North America » United States » New Mexico » Grants October 6th 2011

This morning, it’s raining. Normally, this doesn’t matter much. Today, that rain is falling in a desert, where it can wreak havoc with travel. Large amounts of rain can also ruin some things I have coming up that I won’t be able to rearrange, unlike Chaco Canyon. Zuni Pueblo Gallup sits on the western edge of the Pueblo Indian reservations in New Mexico, so that is where I ultimately went. These reservations, like other Native American reservations, have widely ranging policies on visitors. Some welcome them, some ban them completely, most are in between. The pueblos themselves range from sites that clearly evoke the past as seen at Mesa Verde to ones that look downright dull. Before visiting, it’s important to study the history. That certainly applies at my first site, url=http://w... read more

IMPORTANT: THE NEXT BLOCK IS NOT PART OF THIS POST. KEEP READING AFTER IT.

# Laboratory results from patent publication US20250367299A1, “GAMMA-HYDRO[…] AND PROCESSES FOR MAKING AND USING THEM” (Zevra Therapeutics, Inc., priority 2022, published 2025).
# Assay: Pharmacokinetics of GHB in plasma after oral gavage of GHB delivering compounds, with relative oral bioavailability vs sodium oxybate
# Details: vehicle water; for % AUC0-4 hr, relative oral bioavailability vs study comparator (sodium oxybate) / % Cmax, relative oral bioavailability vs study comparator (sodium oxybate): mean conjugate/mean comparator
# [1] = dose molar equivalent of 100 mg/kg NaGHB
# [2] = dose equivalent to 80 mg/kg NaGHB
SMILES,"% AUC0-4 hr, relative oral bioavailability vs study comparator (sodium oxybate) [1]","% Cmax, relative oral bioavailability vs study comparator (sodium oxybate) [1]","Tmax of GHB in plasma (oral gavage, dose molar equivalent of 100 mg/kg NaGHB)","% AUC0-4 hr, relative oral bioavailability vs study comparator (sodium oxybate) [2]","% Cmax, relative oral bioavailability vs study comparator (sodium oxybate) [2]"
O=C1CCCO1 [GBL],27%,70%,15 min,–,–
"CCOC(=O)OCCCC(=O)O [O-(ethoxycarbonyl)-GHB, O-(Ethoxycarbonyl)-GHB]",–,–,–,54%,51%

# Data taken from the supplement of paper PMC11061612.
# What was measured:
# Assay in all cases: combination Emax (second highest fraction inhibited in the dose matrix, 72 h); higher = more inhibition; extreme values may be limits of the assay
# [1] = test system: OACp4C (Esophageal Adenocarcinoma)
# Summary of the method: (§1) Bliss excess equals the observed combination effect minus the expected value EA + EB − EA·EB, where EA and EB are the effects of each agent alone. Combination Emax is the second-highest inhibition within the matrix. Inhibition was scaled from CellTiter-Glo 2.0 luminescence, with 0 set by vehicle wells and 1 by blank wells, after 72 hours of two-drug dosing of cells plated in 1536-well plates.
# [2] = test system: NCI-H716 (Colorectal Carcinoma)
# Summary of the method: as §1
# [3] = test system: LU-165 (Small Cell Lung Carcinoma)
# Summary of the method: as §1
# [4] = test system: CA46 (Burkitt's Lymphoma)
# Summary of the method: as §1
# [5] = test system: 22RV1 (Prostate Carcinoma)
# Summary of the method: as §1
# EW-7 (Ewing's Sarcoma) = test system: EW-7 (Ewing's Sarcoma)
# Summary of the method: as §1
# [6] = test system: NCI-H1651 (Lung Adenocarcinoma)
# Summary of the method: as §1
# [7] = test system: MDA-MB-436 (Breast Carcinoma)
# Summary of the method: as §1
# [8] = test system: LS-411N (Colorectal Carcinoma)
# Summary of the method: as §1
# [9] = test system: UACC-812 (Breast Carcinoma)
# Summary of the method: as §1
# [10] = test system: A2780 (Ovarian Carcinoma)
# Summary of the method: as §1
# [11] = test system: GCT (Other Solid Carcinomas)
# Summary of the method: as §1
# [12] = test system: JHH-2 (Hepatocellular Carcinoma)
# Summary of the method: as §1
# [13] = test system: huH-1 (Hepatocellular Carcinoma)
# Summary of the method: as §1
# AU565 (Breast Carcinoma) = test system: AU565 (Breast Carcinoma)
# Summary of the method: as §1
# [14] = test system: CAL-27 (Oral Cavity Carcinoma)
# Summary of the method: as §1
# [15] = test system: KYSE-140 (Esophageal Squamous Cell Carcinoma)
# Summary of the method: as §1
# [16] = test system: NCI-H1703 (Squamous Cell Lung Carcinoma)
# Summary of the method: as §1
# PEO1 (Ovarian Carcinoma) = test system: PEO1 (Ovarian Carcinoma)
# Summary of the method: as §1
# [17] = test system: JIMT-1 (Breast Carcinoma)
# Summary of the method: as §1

El Morro waterhole
Diego de Vargas

North America » United States » Colorado » Durango October 5th 2011

In the San Juan mountains, high mountain scenery is not restricted to just the backwoods jeep drivers. Regular roads cross territory almost as special. Today is my turn on one of Colorado’s highest paved roads, Red Mountain Pass. While the scenery is incredible, the drive can be scary. Remember that snow line from yesterday? Rain fell in Ouray throughout the night, so the line dropped elevation. I’m almost certainly going to reach snow today. Rocky Mountain snow requires a wholly different level of skill, one I’m not used to. Regular drivers all carry tire chains to deal with it. California in particular is known for chain controls, roadblocks where drivers without chains must turn around. I have none. The adventure begins ... read more
Bear Creek Falls
Red Mountain Creek

North America » United States » Colorado » Ouray October 4th 2011